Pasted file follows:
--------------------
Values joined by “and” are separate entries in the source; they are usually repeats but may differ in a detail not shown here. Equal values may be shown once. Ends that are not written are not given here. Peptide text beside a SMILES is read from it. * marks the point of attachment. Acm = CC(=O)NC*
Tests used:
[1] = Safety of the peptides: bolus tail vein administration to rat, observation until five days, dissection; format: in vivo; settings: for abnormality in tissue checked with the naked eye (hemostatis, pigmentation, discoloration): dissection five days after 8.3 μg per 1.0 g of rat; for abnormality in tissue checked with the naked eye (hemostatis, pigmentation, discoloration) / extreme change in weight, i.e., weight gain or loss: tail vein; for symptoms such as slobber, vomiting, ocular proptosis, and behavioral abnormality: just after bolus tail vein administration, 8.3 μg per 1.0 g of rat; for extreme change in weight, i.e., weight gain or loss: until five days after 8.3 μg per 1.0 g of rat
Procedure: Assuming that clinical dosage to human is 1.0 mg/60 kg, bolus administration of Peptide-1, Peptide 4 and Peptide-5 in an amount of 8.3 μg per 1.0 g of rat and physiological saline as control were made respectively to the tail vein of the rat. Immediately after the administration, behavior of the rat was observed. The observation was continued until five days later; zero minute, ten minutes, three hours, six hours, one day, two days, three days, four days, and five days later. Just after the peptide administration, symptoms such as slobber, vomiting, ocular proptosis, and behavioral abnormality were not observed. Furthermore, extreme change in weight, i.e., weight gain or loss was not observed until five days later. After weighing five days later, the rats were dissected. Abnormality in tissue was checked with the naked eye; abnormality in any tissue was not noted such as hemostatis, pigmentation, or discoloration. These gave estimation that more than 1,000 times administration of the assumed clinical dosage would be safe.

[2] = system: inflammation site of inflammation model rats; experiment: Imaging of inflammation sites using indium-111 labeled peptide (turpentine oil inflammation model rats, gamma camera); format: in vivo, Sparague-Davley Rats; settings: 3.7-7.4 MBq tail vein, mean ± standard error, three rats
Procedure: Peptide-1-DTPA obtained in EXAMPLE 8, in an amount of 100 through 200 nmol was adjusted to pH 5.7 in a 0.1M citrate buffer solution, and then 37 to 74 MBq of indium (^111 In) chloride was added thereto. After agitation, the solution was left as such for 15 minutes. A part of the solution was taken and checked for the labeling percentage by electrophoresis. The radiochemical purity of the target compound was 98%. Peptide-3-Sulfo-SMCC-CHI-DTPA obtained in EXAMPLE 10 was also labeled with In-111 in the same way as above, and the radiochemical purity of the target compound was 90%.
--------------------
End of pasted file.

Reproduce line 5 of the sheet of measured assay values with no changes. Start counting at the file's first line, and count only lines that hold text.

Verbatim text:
[2] = system: inflammation site of inflammation model rats; experiment: Imaging of inflammation sites using indium-111 labeled peptide (turpentine oil inflammation model rats, gamma camera); format: in vivo, Sparague-Davley Rats; settings: 3.7-7.4 MBq tail vein, mean ± standard error, three rats